Select Committee on Defence Appendices to the Minutes of Evidence


APPENDIX 1

Memorandum from the British American Security Information Council (BASIC)

EXECUTIVE SUMMARY

  BASIC strongly welcomes the Defence Select Committee's decision to investigate the "Framework Agreement Concerning Measures to Facilitate the Restructuring and Operation of the European Defence Industry", hereafter referred to as the Framework Agreement. While the accord could provide opportunities for improving export control mechanisms in the six partner states, BASIC and other European NGOs have a number of concerns, ranging from the potential effect of the treaty on the EU Code of Conduct to the lack of transparency in the process of developing and implementing the Framework Agreement.

White lists

  Key to the Framework Agreement will be the development of so-called white lists of permitted marketing destinations agreed by parties to joint ventures. BASIC has a number of concerns about this process: most importantly, that it could undercut the EU Code of Conduct on exports; and that it could serve as a de-facto fast-track licensing system, but one without proper oversight—especially in the United Kingdom.

  There is a strong possibility during consultations on the development of white lists the Framework Agreement's mandate for the "preservation of a strong and competitive European defence industrial base" will undermine adherence to the EU Code of Conduct criteria. A serious issue is whether the process will put undue political pressure on countries with more restrictive export policies to supplying components to export programs for countries to which they normally would not sell.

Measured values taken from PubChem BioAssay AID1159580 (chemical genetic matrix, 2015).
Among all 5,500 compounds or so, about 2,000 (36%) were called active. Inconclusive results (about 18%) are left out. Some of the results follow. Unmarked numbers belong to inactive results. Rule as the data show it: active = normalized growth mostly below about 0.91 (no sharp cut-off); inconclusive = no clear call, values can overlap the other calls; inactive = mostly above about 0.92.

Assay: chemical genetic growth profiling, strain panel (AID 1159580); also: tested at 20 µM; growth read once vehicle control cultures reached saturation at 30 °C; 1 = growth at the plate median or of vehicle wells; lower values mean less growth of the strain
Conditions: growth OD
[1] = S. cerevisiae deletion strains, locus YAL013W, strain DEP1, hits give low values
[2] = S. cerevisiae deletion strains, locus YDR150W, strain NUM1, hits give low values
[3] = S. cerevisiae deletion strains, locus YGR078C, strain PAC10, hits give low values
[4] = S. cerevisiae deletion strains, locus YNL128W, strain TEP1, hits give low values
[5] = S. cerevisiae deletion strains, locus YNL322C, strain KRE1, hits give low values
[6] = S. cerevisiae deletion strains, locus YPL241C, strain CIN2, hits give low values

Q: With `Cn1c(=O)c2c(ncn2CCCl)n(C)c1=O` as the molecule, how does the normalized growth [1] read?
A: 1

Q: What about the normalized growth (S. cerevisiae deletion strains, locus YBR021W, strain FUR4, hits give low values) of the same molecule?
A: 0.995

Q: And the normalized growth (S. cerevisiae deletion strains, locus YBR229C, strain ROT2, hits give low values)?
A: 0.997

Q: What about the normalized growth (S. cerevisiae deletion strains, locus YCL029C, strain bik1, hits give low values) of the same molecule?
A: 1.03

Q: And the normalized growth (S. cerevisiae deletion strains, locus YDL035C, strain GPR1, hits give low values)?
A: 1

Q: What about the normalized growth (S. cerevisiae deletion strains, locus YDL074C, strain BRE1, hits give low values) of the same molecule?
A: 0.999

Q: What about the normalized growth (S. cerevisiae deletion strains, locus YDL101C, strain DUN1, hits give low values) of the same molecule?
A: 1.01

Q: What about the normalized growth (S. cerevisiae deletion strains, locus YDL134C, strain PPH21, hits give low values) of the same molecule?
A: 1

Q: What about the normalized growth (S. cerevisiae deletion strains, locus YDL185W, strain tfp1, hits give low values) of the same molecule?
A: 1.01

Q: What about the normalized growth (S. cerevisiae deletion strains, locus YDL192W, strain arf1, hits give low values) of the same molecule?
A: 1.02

In addition, the criteria established in the Framework Agreement for the removal of countries from established white lists seem at odds with the criteria established by the EU Code of Conduct for prohibiting a weapons sale. BASIC recommends that, at a minimum, the criteria for removing states from a white list be identical to those in the EU Code of Conduct.

  While the Foreign and Commonwealth Office has given assurances that inclusion on a white list under the Framework Agreement does not constitute an approved licence, BASIC remains nonetheless concerned that the white list determination will unduly influence the export licence determination, and seeks clarification that this will not be the case.